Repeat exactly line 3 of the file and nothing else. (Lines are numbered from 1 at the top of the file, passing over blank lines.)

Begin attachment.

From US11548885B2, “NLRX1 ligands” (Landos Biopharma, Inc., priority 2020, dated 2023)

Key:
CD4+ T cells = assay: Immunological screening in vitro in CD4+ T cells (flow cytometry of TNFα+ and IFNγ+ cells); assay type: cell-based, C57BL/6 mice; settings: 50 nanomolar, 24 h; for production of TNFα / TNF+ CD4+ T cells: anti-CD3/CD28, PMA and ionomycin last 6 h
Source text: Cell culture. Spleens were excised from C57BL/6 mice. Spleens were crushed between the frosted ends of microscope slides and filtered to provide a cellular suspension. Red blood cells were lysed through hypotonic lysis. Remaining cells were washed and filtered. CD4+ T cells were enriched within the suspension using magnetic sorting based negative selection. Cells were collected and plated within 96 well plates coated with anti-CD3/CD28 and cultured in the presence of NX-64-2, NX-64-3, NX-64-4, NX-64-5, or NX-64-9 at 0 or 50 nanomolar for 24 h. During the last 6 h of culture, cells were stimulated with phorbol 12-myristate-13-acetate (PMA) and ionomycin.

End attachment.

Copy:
CD4+ T cells = assay: Immunological screening in vitro in CD4+ T cells (flow cytometry of TNFα+ and IFNγ+ cells); assay type: cell-based, C57BL/6 mice; settings: 50 nanomolar, 24 h; for production of TNFα / TNF+ CD4+ T cells: anti-CD3/CD28, PMA and ionomycin last 6 h